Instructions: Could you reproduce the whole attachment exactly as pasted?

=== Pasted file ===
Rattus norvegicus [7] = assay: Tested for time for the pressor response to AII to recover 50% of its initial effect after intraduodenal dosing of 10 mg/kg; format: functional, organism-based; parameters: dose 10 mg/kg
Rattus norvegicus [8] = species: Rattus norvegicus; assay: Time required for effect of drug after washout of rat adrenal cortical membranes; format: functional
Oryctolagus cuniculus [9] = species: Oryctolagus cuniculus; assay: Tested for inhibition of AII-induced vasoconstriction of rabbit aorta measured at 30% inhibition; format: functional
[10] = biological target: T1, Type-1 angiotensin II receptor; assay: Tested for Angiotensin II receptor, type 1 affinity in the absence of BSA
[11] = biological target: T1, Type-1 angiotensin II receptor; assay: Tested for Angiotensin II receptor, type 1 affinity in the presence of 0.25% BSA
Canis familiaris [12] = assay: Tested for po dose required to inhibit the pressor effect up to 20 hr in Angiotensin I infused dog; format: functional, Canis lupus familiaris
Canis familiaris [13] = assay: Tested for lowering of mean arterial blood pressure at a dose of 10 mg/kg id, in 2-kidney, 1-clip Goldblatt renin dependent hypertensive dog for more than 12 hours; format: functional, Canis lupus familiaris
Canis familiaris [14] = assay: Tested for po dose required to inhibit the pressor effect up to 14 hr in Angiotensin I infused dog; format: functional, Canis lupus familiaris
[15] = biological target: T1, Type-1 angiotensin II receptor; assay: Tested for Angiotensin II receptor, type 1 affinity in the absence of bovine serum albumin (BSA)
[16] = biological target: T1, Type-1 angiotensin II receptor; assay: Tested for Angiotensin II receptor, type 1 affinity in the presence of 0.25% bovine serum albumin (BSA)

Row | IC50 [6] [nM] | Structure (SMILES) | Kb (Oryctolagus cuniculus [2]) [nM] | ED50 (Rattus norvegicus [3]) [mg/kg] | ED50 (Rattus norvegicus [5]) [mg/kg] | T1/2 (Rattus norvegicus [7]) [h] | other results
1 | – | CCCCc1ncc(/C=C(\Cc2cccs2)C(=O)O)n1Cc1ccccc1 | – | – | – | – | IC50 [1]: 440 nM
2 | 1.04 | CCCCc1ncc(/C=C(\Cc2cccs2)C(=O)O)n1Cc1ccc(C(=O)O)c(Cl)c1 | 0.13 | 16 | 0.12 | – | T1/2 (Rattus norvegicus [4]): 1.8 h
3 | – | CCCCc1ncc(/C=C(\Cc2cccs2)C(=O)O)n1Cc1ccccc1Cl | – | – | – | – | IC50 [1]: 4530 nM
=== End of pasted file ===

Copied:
Rattus norvegicus [7] = assay: Tested for time for the pressor response to AII to recover 50% of its initial effect after intraduodenal dosing of 10 mg/kg; format: functional, organism-based; parameters: dose 10 mg/kg
Rattus norvegicus [8] = species: Rattus norvegicus; assay: Time required for effect of drug after washout of rat adrenal cortical membranes; format: functional
Oryctolagus cuniculus [9] = species: Oryctolagus cuniculus; assay: Tested for inhibition of AII-induced vasoconstriction of rabbit aorta measured at 30% inhibition; format: functional
[10] = biological target: T1, Type-1 angiotensin II receptor; assay: Tested for Angiotensin II receptor, type 1 affinity in the absence of BSA
[11] = biological target: T1, Type-1 angiotensin II receptor; assay: Tested for Angiotensin II receptor, type 1 affinity in the presence of 0.25% BSA
Canis familiaris [12] = assay: Tested for po dose required to inhibit the pressor effect up to 20 hr in Angiotensin I infused dog; format: functional, Canis lupus familiaris
Canis familiaris [13] = assay: Tested for lowering of mean arterial blood pressure at a dose of 10 mg/kg id, in 2-kidney, 1-clip Goldblatt renin dependent hypertensive dog for more than 12 hours; format: functional, Canis lupus familiaris
Canis familiaris [14] = assay: Tested for po dose required to inhibit the pressor effect up to 14 hr in Angiotensin I infused dog; format: functional, Canis lupus familiaris
[15] = biological target: T1, Type-1 angiotensin II receptor; assay: Tested for Angiotensin II receptor, type 1 affinity in the absence of bovine serum albumin (BSA)
[16] = biological target: T1, Type-1 angiotensin II receptor; assay: Tested for Angiotensin II receptor, type 1 affinity in the presence of 0.25% bovine serum albumin (BSA)

Row | IC50 [6] [nM] | Structure (SMILES) | Kb (Oryctolagus cuniculus [2]) [nM] | ED50 (Rattus norvegicus [3]) [mg/kg] | ED50 (Rattus norvegicus [5]) [mg/kg] | T1/2 (Rattus norvegicus [7]) [h] | other results
1 | – | CCCCc1ncc(/C=C(\Cc2cccs2)C(=O)O)n1Cc1ccccc1 | – | – | – | – | IC50 [1]: 440 nM
2 | 1.04 | CCCCc1ncc(/C=C(\Cc2cccs2)C(=O)O)n1Cc1ccc(C(=O)O)c(Cl)c1 | 0.13 | 16 | 0.12 | – | T1/2 (Rattus norvegicus [4]): 1.8 h
3 | – | CCCCc1ncc(/C=C(\Cc2cccs2)C(=O)O)n1Cc1ccccc1Cl | – | – | – | – | IC50 [1]: 4530 nM